Neubauer Collegium for Culture and Society Organization Logo Neubauer Collegium for Culture and Society

Film Screening

Gulmira’s Fairy Tales

03.01.2024 04:30 PM

Event Summary

Still from Gulmira's Fairy Tales, 2022. Courtesy the artist and Dianne Beal.

Still from Gulmira's Fairy Tales, 2022. Courtesy the artist and Dianne Beal.

"In 2020, I was invited to participate in the research laboratory Space 1520, organized by the Garage Museum of Contemporary Art, Moscow, which focused on Soviet and post-Soviet colonialism. I was at this point already concerned with the issue of exploitation of women working in the textile and fashion industries. During my research with Space 1520, I discovered Kyrgyzstan as a country with one of the largest textile industries, sewing garments for export mainly to Russia. So, I travelled there and finally saw the conditions of seamstresses with my own eyes. This profoundly changed my view of reality.

The video shows the performance of actress Gulmira Tursunbaeva, who plays the role of a TV host telling feminist fairy tales as the video cuts to scenes of dance and street performance. The stories in this film are based on my interviews with the Bishkek seamstresses, material from the human rights organizations Open Line and information about female workers in the USSR from the Moscow archives. The neoliberal structure of the market places responsibility of the working day on the individual. There is no control to limit the working hours as it was during the Soviet era, where seamstresses were coming in at 8 am and leaving at 5 pm. The garment workers become like machines, filled with concern for producing as much as possible, since it is the amount of production that determines the amount of money they will be paid."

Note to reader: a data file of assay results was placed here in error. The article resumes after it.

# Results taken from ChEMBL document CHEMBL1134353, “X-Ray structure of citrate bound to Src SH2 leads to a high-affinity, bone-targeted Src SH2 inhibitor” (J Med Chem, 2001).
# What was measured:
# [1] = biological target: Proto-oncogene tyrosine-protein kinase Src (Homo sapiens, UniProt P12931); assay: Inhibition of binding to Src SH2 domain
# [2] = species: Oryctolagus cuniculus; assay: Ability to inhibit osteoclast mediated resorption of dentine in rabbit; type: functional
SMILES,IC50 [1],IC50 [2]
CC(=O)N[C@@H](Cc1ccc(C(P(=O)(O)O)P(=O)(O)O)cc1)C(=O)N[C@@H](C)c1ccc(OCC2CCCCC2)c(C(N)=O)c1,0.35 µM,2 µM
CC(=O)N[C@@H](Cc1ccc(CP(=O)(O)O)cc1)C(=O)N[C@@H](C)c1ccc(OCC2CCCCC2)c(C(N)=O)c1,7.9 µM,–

Gulmira's Fairy Tales
, 2022. HD 16x9; full color; with sound stereo; 37:38 length.


Natalia Pershina-Yakimanskay, known as Gluklya, resides and works in Amsterdam. She emerged as a significant figure in contemporary art after the collapse of the Soviet Union in the 1990s. Her diverse body of work includes installations, textile sculptures, texts, videos, watercolors, performances, workshops, political demonstrations, visual poetry and conceptual clothing.

This event was organized by the Costumes and Collapse research project at the Neubauer Collegium. Co-sponsored by the Department of Comparative Literature, the Committee on Theater and Performance Studies (TAPS), the Department of Slavic Languages and Literatures, and the Department of Visual Arts at the University of Chicago.